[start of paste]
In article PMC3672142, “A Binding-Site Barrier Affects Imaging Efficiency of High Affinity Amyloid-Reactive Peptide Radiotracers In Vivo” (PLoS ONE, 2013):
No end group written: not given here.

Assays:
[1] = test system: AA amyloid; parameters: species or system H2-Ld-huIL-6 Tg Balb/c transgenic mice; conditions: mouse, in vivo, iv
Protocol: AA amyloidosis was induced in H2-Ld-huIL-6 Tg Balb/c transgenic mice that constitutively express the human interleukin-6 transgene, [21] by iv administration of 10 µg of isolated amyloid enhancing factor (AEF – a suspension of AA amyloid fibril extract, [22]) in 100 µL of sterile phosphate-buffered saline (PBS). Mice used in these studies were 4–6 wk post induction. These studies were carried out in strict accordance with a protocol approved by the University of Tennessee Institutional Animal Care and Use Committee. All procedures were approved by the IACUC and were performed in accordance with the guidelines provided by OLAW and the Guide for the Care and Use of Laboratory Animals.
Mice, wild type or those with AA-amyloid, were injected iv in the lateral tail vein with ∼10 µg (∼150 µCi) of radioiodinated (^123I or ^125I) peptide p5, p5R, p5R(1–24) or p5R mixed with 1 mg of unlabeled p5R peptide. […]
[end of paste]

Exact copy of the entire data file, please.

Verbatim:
In article PMC3672142, “A Binding-Site Barrier Affects Imaging Efficiency of High Affinity Amyloid-Reactive Peptide Radiotracers In Vivo” (PLoS ONE, 2013):
No end group written: not given here.

Assays:
[1] = test system: AA amyloid; parameters: species or system H2-Ld-huIL-6 Tg Balb/c transgenic mice; conditions: mouse, in vivo, iv
Protocol: AA amyloidosis was induced in H2-Ld-huIL-6 Tg Balb/c transgenic mice that constitutively express the human interleukin-6 transgene, [21] by iv administration of 10 µg of isolated amyloid enhancing factor (AEF – a suspension of AA amyloid fibril extract, [22]) in 100 µL of sterile phosphate-buffered saline (PBS). Mice used in these studies were 4–6 wk post induction. These studies were carried out in strict accordance with a protocol approved by the University of Tennessee Institutional Animal Care and Use Committee. All procedures were approved by the IACUC and were performed in accordance with the guidelines provided by OLAW and the Guide for the Care and Use of Laboratory Animals.
Mice, wild type or those with AA-amyloid, were injected iv in the lateral tail vein with ∼10 µg (∼150 µCi) of radioiodinated (^123I or ^125I) peptide p5, p5R, p5R(1–24) or p5R mixed with 1 mg of unlabeled p5R peptide. […]